Concert notebook: Lexington Chamber Chorale

Lexington Chamber Chorale music direcrtor Gary Anderson conducts the choir in a rehearsal at Transylvania University's Mitchell Fine Arts Building in Lexington, Ky., on Feb. 2, 2010. Photos by Rich Copley | LexGo.com.

Lexington Chamber Chorale music direcrtor Gary Anderson conducts the choir in a rehearsal at Transylvania University Tuesday night. Photos by Rich Copley | LexGo.com.

Why?

It’s a question any arts group should ask itself, even a volunteer ensemble. Why devote a couple hours a week to rehearsal, and more as performances approach, learning material even professionals find challenging? Another stand in the spotlight? To make a statement? To hone a craft that you love?

Saturday night, the Lexington Chamber Chorale gave a pretty emphatic answer: It is a group of serious singers who want to develop their craft by challenging themselves with new, interesting material.

Singers rehearsed in mixed groups, like they sang at the beginning of Saturday's concert.

Singers rehearsed in mixed groups, like they sang at the beginning of Saturday's concert.

Fascinating would also be an apt description of the fare in “Music from the Land of the Midnight Sun,” the choir’s decidedly wintry concert of Scandinavian music. It was a program inspired by Chamber Chorale director Gary Anderson’s work with Swedish choral conductor Gary Graden. Graden was actually supposed to conduct Saturday night’s concert, except he fell ill and had to stay back home. Anderson seamlessly stood in for him.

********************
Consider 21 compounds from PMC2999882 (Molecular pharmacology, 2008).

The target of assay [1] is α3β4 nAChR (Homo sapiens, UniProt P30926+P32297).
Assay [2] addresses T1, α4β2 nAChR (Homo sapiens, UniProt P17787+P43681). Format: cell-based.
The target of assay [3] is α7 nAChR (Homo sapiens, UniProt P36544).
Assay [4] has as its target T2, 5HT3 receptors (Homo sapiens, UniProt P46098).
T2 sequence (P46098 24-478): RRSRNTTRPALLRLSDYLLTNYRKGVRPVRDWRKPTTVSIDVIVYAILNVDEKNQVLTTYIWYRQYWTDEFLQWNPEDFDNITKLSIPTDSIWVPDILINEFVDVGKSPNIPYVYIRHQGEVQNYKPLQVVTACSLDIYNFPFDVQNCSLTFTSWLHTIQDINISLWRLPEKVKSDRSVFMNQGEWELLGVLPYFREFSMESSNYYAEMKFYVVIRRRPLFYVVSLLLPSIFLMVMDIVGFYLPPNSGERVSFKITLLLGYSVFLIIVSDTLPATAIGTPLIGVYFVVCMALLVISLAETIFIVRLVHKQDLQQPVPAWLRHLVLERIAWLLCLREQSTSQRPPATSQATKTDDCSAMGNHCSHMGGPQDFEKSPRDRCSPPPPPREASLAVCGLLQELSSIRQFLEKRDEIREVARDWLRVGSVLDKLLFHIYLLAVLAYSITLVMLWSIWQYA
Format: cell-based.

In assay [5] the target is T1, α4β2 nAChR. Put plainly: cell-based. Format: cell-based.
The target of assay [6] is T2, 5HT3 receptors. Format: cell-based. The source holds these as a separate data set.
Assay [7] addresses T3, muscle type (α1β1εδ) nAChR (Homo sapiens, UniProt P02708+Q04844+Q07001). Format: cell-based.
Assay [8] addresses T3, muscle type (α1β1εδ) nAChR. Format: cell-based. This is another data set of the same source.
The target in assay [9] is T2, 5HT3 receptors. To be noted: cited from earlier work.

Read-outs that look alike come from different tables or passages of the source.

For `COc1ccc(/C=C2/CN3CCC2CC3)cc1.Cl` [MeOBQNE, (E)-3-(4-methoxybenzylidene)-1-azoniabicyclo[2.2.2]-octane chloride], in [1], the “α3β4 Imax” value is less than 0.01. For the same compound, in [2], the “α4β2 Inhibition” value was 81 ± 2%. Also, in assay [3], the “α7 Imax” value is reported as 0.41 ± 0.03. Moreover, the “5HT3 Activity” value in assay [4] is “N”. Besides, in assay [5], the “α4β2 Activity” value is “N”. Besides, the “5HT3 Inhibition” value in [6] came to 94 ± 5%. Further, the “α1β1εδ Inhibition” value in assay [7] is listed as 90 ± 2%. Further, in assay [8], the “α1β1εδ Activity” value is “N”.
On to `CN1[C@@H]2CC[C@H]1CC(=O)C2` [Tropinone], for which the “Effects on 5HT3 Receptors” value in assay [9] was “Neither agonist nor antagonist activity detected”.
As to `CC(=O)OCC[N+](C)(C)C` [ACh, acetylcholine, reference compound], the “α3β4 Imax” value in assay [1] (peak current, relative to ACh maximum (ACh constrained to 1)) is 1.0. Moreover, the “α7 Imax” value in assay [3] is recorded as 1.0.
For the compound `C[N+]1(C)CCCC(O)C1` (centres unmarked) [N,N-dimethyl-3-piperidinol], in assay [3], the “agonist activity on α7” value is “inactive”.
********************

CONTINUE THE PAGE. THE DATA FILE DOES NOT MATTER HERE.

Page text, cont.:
Guest percussionist Anders Åstrand was able to make the journey and joined with Jim Campbell, head of the University of Kentucky’s award winning percussion program, to add another dimension to the evening.

It began with the chorale processing into the sanctuary of Central Baptist Church where it surrounded the audience to sing the improvisation “Veni Sancte Spiritus/Adoro te devote,” a piece in which different parts took on the task of singing a chant while others improvised. It was an opening where you may have gotten a decidedly different performance from others in the hall, depending on where you sat.

Improvisational choral singing is one of Graden’s specialties, and we heard it again on full display in American minimalist composer Terry Riley’s “Olson III,” a piece that in this performance sounded similar to choral work by György Ligeti, albeit a bit more free and underscored by Åstrand’s jazzy marimba and the high tones of Campbell’s accompaniment.

Per a request at the beginning of the concert, the approximately 55-minute performance was presented without applause or break. There was a program with a schedule of pieces, though it was easy to lose your place getting wrapped up in the often intricate, sometimes unusual sounds of the chorus taking on this unfamiliar repertoire.

It was mesmerizing and, considering the music’s northern origin, appropriate to an evening where the audience exited into a snowy landscape and bitter cold temperatures. A few utterances of “Gloria” and “peace” even lent the night a Yuletide vibe.

No, a night of music from a far off, vaguely familiar land, utilizing unusual techniques may not be the board room recipe for building an audience. But Central Christian was packed Saturday night demonstrating that if you do something you love and do it very well, often an audience will find you.

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